Like I really don’t want to pretend I’m not sympathetic to the argument that Jaime challenge’s readers’ perceptions whereas Cersei confirms them. There’s certainly gendered implications to which sibling gets that story, in the same way that ATLA’s choice of Zuko getting a redemption over Azula had its own implications, and there’d be some things we’d be raising our eyebrows at had it not been for the existence of Katara, Toph, Suki, among others.
As Julia and I said in our Cersei Lannister podcast, this would have been a problem if this was the only female PoV he had. But situated in the pattern of who he writes, in my mind, he’s earned the benefit of the doubt. Especially given that Cersei’s internalized misogyny is the key to her character, and that has incredibly feminist implications (for the reader I mean). Plus the whole “self-delusions” thing is rather a hallmark of the Lannisters. Tywin included, peeps.
We also go on for some time about this idea that she was scripted “differently” in the first three books. Just…no.
But idk, the fact that people can read Dany’s chapters and her struggle with identity, and her series of moral concessions, that is so in direct parallel to Jon it’s almost silly to point it out, and come away with the impression that Dany is an impulsive, shitty leader? She’s trying to do the most good for the most people, she carefully weighs the council she receives, she makes the best decisions she can with the information she has at the time, and she has a moment of realization that she’s compromised too much to the point where she can’t even recognize herself. Which is conveniently when she solidifies her symbiotic relationship with her dragon.
Of course it’s not perfect, how she navigates the situation, but honestly given the ridiculous complexity of it, she does pretty damn well.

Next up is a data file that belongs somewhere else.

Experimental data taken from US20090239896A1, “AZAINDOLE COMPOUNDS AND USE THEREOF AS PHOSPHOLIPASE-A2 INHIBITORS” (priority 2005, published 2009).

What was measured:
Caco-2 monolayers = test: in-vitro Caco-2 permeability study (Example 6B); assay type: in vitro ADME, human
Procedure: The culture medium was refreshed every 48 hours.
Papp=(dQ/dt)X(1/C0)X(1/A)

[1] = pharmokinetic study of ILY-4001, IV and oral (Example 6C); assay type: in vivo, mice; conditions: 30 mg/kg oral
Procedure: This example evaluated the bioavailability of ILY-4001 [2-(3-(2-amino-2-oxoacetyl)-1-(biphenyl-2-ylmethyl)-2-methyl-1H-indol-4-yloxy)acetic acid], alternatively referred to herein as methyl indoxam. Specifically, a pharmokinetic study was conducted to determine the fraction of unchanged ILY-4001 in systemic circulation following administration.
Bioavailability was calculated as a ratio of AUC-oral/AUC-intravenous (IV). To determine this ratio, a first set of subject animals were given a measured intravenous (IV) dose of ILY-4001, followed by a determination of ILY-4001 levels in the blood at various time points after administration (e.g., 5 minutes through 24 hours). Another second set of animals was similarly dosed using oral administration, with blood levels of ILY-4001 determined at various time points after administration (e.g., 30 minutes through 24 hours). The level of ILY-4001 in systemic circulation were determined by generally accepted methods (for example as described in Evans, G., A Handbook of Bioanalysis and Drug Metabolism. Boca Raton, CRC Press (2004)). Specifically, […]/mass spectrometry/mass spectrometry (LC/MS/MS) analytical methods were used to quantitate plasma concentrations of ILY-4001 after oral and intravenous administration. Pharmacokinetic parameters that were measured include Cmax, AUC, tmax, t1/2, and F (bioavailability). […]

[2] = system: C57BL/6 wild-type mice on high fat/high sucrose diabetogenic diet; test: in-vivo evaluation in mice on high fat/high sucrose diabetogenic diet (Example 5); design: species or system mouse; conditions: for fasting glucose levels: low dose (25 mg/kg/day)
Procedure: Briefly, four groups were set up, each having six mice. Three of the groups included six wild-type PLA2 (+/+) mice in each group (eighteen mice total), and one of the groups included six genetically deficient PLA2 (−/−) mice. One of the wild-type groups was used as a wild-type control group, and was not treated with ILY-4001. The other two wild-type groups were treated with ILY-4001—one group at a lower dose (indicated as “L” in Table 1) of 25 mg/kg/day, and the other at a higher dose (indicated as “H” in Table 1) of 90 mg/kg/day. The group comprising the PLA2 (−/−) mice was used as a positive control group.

With Arianne, I do 100% understand where those misconceptions come from, because I’m not going to lie, it takes a lot of digging and reflecting on his material to realize the whole “Arianne is Doran” thing, that this isn’t the tale of a daughter cowed into submission by her father, and that the QM plot was so not some random impulsive thing but something she basically felt backed into because of a shared Shakespearean flaw with her dad. There have quite literally been times where Julia and I have been annoyed with how difficult Martin made this for the reader to see.
Though this idea that Arianne “gave up her leadership” when her plotline is all about the exact opposite is kind of mind-boggling to me.
Just all in all, I think Martin does pretty damn well. Especially given how one of the major, major themes throughout his novels is the toxic effect of the Westerosi patriarchy on everyone, which again…there’s an incredibly strong feminist narrative running throughout this series as a result.
Plus the fact that people accept a whole lot of fandom assumptions at face-value (Littlefinger the mastermind? Really? His plan hinges on a dwindling bottle of hair dye.) and then use those to cast this judgement onto his writing? Idk, I guess I’m only sympathetic up to a point.